Canadian National Animal
Canada’s national mammal, the North American Beaver (Castor canadensis) is prepared for the job.
Dressed up in a slick fur coat, this furry creature is amply armed for a night out after a day of damming up the local slough or felling wetland poplars. Anywhere in Canada that has water from sea to sea to sea and all of the wetlands in between are beaver chomping grounds. With a lot of territory to cover under diverse conditions it needs more than a thick skin to represent nationally.
You may not know our soft coated mascot beyond the destructive nature of the North American Beaver:
They have Eurasian relatives and introduced South American ones.
Their kids, called “kits” hang around for two years picking up survival tips from their sage parents. They mate for life. Everyone likes a steady soul.
They can be destructive with tree kills but they supplement with cattails and other water vegetation necessary for wetlands.
Dams are predator protection. Who are they trying to keep away from? Wolves, bears and coyotes primarily.
What self respecting national mammal doesn’t like the publicity of world fame. The world’s largest beaver dam is in Wood Buffalo National Park. It is twice the width of Hoover Dam.
They were nearly extirpated during the fur trade era. It seems it was not just the beaver who liked their cozy fur to cuddle up in. Before that they lived form the arctic to Mexico.
They are smart architects. Dam building requires planning and unique adaptations such as paddles.
Beaver trade is intricately woven into the history and colonization of North America. So as this Canada 150 anniversary rolls along, be sure to salute our national mammal, busying itself in the wetlands and streams and the occasionally park, steadfast and progressive, forging into the future together. We are a better nation because of it.
Occasionally beaver flex their power (see wedding article below).
For more on Canadian wildlife and the North American Beaver, see also:
Historic Carcross, Yukon
Discovered By British Royalty
Where can you find historic log cabins still inhabited, a snow covered mountain range and a smattering of British royalty? To clarify, royalty occasionally, at least.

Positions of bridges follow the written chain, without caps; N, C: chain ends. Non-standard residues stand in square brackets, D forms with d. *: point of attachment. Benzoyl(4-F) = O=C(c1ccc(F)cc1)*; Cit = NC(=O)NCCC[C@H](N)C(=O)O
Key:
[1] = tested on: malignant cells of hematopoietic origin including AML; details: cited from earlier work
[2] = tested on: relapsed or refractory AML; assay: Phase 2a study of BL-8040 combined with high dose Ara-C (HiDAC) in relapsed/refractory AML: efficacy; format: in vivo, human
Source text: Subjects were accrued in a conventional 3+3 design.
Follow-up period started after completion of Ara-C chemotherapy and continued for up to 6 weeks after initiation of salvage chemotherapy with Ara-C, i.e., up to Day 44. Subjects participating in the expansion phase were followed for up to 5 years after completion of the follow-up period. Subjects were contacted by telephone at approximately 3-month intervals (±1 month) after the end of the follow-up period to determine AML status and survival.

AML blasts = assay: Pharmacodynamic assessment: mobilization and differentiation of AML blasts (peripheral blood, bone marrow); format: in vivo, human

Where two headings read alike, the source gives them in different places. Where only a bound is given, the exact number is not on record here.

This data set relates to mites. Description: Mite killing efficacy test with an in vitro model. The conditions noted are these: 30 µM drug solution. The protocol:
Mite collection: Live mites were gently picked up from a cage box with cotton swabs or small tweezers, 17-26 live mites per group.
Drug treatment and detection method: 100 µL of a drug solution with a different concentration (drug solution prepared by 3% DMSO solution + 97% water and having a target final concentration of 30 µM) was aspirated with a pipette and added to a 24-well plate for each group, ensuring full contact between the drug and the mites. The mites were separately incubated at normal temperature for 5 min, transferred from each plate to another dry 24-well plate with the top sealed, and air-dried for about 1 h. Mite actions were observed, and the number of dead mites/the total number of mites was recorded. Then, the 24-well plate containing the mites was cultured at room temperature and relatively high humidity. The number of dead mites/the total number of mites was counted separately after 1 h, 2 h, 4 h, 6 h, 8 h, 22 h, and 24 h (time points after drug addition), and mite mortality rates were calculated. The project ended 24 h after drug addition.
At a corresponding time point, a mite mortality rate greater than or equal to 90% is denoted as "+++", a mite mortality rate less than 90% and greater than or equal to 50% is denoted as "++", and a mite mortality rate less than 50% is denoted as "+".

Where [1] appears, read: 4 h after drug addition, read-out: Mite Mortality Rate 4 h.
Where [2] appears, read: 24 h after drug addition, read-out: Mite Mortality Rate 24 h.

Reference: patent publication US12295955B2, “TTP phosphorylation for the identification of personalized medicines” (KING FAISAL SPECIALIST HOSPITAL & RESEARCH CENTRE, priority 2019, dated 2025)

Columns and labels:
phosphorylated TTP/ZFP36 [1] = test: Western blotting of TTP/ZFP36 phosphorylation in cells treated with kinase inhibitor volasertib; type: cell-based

Carcross, Yukon has had all three in the past month, and always has more.
British royalty visited western Canada in the fall of 2016 and one stop you may have missed is Carcross, Yukon. Last census 289. These royal visits usually raise queries from what all of the fuss is about to how to get to the front of the line for a glimpse to who gets the honour of their presence. So how did Carcross, Yukon get on the royal agenda?
The tiny hamlet has geographical, historical, nostalgic, local and international appeal, all wrapped up in dirt streets, weather worn homes, goldrush archivals and latte cafes. And well, there is always the wildlife. The original name, Caribou Crossing, gives a clue, and where there are caribou, grizzlies and blacks and squirrels and chips hang out too. All of this is wrapped in a drop dead vista, usually shimmering in blues and gold in autumn.
Mining history buffs, come on up. Northern visitors, wander the streets and settle in. Royalty, get your feet dusty. Beachcombers, head to the beach just off main street. And if you like the desert, Carcross has one of those too. It is not so much the quaint, clapboard homesteads decorated with local survival contraptions. Gold mining lore, boom and bust, fortunes chased and hopes dashed and modern survivors. Carcross can claim, a lived in, living up north village besides the history and the beauty. Humanity’s best and worst encapsulated. It is not every place that can brag the misfortunes of former visitors, however temporary, survive and make it worthy of a royal agenda list. Don’t forget warm outerwear, it can be cold up north these days.